I call it Airworld; the scene, the place, the style. My hometown papers are USA Today and the Wall Street Journal. The big-screen Panasonics in the club rooms broadcast all the news I need, with an emphasis on the markets and the weather. My literature—yours, too, I see—is the bestseller or the near-bestseller, heavy on themes of espionage, high finance, and the goodness of common people in small towns. In Airworld, I've found, the passions and enthusiasms of the outlying society are concentrated and whisked to a stiff froth. When a new celebrity is minted in the movie theaters or ballparks, this is where the story breaks—on the vast magazine racks that form a sort of trading floor for public reputations and pretty faces. I find it possible here, as nowhere else, to think of myself as part of the collective that prices the long bond and governs necktie widths. Airworld is a nation within a nation, with its own language, architecture, mood, and even its own currency—the token economy of airline bonus miles that I've come to value more than dollars. Inflation doesn't degrade them. They're not taxed. They're private property in its purest form.
It was during a layover in the Dallas Compass Club, my back sinking into a downy sofa cushion and coarse margarita salt drying on my lips, that I first told a friend about TMS, my Total Mileage System.
"It's simple," I said, as my hand crept up her leg (the woman was older than me and newly single; an LA ad exec who claimed her team had hatched the concept behind affinity credit cards). "I don't spend a nickel, if I can help it, unless it somehow profits my account. I'm not just talking hotels and cars and long-distance carriers and Internet services, but mail-order steak firms and record clubs and teleflorists. I shop them according to the miles they pay, and I pit them against each other for the best deal. Even my broker gives miles as dividends."
"So what's your total?"
I smiled, but didn't speak. I'm an open book in most ways, and I feel I deserve a few small secrets.
"What are you saving up for? Big vacation?"
"I'm not a vacation person. I'm just saving. I'd like to give a chunk to charity—to one of those groups that flies sick kids to hospitals."
"I didn't know you could do that. Sweet," she said. She kissed me, lightly, quickly, but with feeling—a flick of her tongue tip that promised more to come should we meet again, which hasn't happened yet. If it does, I may have to duck her, I'm afraid. She was too old for me even then, three years ago, and ad execs tend to age faster than the rest of us, once they're on their way.
I don't recall why I told that story. Not flattering. But I wasn't in great shape back then. I'd just come off a seven-week vacation that ISM insisted I take for health reasons. I spent the time off taking classes at the U, hoping to enrich an inner life stretched thin by years of pep-talking the jobless. My bosses matched my tuition for the courses; a creative writing seminar that clawed apart a short nostalgic sketch about delivering propane with my father in a sixty-mile-per-hour blizzard, and a class called "Country-Western Music as Literature." The music professor, a transplanted New Yorker in a black Stetson with a snakeskin band and a bolo tie clipped with a scorpion in amber, believed that great country lyrics share a theme: the migration from the village to the city, the disillusionment with urban wickedness, and the mournful desire to go home. The idea held up through dozens of examples and stayed with me when I returned to work, worsening the low mood and mental fuzziness that ISM had ordered me to correct. I saw my travels as a twangy ballad full of rhyming place names and neon streetscapes and vanishing taillights and hazy women's faces. All those corny old verses, but new ones, too. The DIA control tower in fog. The drone of vacuum cleaners in a hallway, telling guests that they've slept past checkout time. The goose-pimply arms of a female senior manager hugging a stuffed bear I've handed her as we wait together for two security guards—it's overkill; the one watches the other—to finish loading file cubes and desk drawers and the CPU from her computer onto a flat gray cart whose squeaky casters scream all the way to an elevator bank where a third guard holds down the "open" button.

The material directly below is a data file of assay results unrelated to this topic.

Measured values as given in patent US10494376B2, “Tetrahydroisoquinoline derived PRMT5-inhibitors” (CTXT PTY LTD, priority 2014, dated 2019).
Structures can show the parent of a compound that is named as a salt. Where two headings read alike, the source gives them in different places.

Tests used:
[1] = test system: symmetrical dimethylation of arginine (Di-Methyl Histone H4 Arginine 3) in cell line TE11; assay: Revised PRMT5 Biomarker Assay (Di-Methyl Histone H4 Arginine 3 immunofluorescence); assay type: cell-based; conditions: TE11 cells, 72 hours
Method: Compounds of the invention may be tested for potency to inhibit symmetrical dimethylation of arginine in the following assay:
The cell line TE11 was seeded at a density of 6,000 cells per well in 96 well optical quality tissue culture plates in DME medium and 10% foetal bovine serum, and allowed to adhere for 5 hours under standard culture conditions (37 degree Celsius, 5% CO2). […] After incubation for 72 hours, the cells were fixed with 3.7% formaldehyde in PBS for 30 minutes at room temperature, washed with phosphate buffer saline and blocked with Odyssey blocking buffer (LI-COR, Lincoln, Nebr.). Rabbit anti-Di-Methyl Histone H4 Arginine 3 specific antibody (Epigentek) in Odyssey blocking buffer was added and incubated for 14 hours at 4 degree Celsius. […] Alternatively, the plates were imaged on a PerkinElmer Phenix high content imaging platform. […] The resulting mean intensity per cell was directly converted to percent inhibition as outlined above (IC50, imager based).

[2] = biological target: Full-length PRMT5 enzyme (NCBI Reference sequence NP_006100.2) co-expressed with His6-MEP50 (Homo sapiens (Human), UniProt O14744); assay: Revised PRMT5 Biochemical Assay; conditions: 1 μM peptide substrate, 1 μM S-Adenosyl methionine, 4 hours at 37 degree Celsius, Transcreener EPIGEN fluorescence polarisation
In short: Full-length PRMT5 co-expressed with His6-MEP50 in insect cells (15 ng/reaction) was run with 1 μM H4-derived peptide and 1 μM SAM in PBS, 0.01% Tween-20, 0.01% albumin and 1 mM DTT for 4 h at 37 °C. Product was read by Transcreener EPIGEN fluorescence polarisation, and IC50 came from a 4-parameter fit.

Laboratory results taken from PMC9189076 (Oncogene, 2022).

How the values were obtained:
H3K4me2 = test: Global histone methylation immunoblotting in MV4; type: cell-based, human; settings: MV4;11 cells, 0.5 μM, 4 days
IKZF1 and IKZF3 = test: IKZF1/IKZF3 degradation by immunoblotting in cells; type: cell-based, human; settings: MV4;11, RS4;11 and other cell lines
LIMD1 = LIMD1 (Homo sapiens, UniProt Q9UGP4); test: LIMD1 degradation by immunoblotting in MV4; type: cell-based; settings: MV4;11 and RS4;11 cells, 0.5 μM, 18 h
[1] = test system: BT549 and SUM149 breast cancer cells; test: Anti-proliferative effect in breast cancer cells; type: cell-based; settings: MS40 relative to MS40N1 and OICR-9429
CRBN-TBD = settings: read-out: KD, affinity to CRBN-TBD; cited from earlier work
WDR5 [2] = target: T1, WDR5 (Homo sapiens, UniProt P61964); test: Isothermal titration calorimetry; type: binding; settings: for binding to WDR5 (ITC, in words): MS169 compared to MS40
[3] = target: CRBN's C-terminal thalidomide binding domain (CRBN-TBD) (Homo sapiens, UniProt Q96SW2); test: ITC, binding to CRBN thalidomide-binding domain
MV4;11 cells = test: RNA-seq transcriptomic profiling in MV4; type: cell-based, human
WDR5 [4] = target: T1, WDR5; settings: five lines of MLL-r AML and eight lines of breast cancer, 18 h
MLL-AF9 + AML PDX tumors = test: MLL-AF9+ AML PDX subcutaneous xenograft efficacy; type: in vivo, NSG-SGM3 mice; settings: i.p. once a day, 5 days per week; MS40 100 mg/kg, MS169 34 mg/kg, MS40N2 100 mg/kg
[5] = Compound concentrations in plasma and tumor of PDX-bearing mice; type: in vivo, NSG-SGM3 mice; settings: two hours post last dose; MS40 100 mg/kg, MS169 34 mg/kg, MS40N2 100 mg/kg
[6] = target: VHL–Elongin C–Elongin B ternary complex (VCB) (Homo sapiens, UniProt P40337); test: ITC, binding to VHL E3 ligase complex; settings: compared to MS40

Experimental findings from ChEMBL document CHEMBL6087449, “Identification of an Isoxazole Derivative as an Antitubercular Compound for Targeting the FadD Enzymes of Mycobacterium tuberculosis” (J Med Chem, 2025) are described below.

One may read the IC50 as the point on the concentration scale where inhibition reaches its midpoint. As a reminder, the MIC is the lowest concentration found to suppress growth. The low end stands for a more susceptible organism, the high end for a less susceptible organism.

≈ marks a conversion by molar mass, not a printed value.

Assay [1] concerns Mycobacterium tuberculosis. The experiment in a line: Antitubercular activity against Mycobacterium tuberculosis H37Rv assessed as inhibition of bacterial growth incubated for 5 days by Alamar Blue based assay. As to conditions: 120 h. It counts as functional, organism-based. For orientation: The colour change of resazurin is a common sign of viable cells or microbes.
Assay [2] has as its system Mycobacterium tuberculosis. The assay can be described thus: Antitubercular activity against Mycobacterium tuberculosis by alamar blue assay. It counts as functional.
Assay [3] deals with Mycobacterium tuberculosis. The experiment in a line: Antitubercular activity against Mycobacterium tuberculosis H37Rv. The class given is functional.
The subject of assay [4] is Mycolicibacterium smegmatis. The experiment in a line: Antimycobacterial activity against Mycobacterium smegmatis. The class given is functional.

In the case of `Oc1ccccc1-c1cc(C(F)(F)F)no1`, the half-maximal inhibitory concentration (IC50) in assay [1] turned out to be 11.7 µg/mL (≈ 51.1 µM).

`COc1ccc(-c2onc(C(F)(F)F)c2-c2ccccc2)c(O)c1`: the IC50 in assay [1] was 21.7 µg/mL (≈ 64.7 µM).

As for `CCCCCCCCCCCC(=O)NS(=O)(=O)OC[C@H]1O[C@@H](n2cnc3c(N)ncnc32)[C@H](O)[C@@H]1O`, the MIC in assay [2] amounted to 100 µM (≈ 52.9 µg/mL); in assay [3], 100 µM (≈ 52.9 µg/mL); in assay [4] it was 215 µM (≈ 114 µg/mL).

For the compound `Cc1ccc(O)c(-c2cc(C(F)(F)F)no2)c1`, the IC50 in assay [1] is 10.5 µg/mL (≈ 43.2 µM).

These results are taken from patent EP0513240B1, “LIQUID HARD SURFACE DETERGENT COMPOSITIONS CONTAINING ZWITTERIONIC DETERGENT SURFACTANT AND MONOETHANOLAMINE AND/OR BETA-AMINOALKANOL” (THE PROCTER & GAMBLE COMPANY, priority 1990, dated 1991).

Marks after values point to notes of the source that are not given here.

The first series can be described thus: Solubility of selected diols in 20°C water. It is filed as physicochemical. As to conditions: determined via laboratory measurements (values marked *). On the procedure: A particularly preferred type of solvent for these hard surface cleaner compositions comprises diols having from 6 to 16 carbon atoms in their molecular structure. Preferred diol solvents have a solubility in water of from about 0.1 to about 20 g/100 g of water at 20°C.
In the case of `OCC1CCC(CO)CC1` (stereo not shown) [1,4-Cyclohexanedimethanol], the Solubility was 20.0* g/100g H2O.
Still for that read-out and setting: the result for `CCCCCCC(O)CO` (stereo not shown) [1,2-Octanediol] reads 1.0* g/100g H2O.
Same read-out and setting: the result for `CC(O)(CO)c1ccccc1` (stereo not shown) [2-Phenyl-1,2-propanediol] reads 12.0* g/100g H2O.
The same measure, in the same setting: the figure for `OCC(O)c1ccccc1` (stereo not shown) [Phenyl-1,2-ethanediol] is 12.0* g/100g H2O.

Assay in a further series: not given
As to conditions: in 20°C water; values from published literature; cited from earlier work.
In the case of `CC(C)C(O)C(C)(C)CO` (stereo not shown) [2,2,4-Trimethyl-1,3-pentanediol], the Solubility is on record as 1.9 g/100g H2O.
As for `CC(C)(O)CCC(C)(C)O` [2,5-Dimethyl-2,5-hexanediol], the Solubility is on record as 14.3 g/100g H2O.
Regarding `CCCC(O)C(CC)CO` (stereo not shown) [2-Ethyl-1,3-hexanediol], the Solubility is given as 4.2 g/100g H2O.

I pulled out of it—barely. I cut that song off cold. It took a toll, though. Because I seldom see doctors in their offices, but only in transit, accidentally, my sense of my afflictions is vague, haphazard. High blood pressure? No doubt. Cholesterol? I'm sure it's in the pink zone, if not the red. Once, between Denver and Oklahoma City, I nodded off next to a pulmonary specialist who told me when I woke that I had apnea—a tendency to stop breathing while unconscious. The doctor recommended a machine that pushes air through the nostrils while one sleeps to raise the oxygen level in one's blood. I didn't follow up. My circulation is ebbing flight by flight—I can't feel my toes if I don't keep wiggling them, and that only works for my first hour on board—so I'd better make some changes. Soon.